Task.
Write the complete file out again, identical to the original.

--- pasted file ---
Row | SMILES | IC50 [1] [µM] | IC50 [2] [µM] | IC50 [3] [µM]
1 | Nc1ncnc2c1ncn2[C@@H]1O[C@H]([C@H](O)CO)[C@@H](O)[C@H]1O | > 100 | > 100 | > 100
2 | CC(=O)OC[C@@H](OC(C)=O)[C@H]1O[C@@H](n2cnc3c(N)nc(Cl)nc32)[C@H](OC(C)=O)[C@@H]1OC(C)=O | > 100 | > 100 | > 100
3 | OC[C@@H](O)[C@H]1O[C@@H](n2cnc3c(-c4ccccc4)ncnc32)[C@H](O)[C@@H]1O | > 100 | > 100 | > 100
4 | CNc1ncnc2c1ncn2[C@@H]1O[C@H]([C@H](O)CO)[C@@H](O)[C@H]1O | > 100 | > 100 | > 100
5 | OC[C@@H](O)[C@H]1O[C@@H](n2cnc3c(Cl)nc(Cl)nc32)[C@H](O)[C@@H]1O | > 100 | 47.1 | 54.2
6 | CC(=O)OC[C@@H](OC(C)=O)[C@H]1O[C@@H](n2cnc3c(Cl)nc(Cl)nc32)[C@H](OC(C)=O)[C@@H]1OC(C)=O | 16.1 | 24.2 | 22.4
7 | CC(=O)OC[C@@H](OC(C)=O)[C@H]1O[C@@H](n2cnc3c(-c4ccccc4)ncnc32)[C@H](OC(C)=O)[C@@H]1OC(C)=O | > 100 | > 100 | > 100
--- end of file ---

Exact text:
Row | SMILES | IC50 [1] [µM] | IC50 [2] [µM] | IC50 [3] [µM]
1 | Nc1ncnc2c1ncn2[C@@H]1O[C@H]([C@H](O)CO)[C@@H](O)[C@H]1O | > 100 | > 100 | > 100
2 | CC(=O)OC[C@@H](OC(C)=O)[C@H]1O[C@@H](n2cnc3c(N)nc(Cl)nc32)[C@H](OC(C)=O)[C@@H]1OC(C)=O | > 100 | > 100 | > 100
3 | OC[C@@H](O)[C@H]1O[C@@H](n2cnc3c(-c4ccccc4)ncnc32)[C@H](O)[C@@H]1O | > 100 | > 100 | > 100
4 | CNc1ncnc2c1ncn2[C@@H]1O[C@H]([C@H](O)CO)[C@@H](O)[C@H]1O | > 100 | > 100 | > 100
5 | OC[C@@H](O)[C@H]1O[C@@H](n2cnc3c(Cl)nc(Cl)nc32)[C@H](O)[C@@H]1O | > 100 | 47.1 | 54.2
6 | CC(=O)OC[C@@H](OC(C)=O)[C@H]1O[C@@H](n2cnc3c(Cl)nc(Cl)nc32)[C@H](OC(C)=O)[C@@H]1OC(C)=O | 16.1 | 24.2 | 22.4
7 | CC(=O)OC[C@@H](OC(C)=O)[C@H]1O[C@@H](n2cnc3c(-c4ccccc4)ncnc32)[C@H](OC(C)=O)[C@@H]1OC(C)=O | > 100 | > 100 | > 100